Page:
If you look closely at what Nokia has said, they don't actually claim to have anything beyond the benefits afforded by high resolution. They originally wanted optical zoom, but they gave up on that because they thought going with high resolution was a better tradeoff when all factors were considered. The truth is that the high resolution alone is what makes it possible to resize images down and get better quality at lower resolution. Part of that is related to the Nyquist theorem, and part of it is related to compensating for shoddy sensors that do chroma subsampling (what they call "conventional 8MPix sensors" in the quote above).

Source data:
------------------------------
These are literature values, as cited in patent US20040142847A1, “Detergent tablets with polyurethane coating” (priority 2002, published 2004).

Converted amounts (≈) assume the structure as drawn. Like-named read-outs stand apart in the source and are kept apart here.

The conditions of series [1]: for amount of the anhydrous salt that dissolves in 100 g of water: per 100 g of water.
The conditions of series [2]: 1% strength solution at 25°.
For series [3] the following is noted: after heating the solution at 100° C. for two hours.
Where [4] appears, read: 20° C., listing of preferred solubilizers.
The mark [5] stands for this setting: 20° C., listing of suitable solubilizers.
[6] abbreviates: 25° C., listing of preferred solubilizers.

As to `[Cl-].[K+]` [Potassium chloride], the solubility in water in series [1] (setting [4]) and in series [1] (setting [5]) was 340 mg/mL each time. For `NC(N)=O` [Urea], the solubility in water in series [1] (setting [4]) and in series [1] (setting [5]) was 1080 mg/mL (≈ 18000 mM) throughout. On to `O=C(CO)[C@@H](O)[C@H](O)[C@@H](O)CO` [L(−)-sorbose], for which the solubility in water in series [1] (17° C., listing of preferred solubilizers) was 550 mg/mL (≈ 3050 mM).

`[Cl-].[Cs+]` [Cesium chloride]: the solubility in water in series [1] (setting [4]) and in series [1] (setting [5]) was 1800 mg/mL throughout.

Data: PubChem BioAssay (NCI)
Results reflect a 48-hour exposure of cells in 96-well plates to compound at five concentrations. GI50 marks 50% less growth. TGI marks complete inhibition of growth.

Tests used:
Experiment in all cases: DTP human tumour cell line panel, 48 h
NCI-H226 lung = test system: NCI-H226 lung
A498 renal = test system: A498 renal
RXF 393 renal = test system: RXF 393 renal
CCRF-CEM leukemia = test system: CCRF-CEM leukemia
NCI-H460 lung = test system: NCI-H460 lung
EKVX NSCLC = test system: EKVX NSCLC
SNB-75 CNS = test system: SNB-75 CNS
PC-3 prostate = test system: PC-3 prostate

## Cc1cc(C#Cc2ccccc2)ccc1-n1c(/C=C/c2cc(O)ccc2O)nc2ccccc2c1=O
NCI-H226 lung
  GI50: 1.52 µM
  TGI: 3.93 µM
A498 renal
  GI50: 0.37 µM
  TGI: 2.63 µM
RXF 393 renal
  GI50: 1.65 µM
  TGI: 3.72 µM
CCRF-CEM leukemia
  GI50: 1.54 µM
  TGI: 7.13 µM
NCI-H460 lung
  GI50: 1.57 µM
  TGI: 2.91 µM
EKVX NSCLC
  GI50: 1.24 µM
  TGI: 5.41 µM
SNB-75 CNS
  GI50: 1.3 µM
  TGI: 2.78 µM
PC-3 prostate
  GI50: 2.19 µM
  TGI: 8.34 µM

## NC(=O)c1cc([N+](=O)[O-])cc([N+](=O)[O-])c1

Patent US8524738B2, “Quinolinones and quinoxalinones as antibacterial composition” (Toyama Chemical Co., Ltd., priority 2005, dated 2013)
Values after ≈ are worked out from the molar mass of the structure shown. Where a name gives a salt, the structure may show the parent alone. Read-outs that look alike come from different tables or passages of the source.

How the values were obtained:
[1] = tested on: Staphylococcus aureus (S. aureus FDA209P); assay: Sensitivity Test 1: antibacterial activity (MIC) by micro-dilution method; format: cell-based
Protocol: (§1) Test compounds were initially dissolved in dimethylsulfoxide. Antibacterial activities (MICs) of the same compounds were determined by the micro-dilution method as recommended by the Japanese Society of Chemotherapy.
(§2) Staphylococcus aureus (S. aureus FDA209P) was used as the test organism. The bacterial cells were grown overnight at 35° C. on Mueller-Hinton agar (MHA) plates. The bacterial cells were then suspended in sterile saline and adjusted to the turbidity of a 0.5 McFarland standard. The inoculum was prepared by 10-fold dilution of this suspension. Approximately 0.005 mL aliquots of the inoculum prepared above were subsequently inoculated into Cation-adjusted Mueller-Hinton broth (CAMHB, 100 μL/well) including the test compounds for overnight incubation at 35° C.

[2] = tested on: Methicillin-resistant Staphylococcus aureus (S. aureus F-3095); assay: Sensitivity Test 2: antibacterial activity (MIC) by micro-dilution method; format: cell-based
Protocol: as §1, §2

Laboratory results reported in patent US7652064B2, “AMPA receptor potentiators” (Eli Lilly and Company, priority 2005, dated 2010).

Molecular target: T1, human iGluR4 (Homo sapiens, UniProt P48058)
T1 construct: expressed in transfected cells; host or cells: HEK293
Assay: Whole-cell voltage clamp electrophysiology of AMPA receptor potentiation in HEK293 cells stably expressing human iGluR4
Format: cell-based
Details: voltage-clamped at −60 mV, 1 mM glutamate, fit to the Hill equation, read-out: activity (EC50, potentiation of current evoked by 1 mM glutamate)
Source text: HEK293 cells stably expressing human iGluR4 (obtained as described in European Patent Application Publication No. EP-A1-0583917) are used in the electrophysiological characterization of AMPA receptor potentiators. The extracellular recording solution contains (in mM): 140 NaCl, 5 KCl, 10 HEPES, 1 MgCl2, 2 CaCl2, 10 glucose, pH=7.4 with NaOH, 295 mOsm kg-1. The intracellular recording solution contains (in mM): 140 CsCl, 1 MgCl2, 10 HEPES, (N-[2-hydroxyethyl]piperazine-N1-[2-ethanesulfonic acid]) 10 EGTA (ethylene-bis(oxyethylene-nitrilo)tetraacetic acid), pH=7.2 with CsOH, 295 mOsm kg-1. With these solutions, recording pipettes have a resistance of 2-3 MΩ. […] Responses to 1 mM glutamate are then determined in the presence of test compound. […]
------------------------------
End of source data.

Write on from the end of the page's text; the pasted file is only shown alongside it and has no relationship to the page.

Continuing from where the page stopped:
This is nothing against Nokia. They've done a good job with the 808 and 1020. I just think it's unfortunate when marketing gets in the way of understanding reality, especially in cases when that understanding could aid in making properly informed decisions.
    huh, there is a difference between oversampling straight from the sensor and oversampling from file, one clear example is 808&1020, full res 1020 photos show almost the same amount of grain as oversampled...
    10-09-2013 05:56 PM
  2. Tech friend's Avatar
    Here, and make sure to click on it for full resolution.

    http://www.esato.com/phonephotos/cam...43DrX30k_n.jpg
    Brilliant shot. Clearly demonstrating the 808's superiority.

    Also your photos presented here are absolutely stunning, especially this one impresses me.

    Very well done.
    10-09-2013 07:29 PM
  3. vlad0's Avatar
    Brilliant shot. Clearly demonstrating the 808's superiority.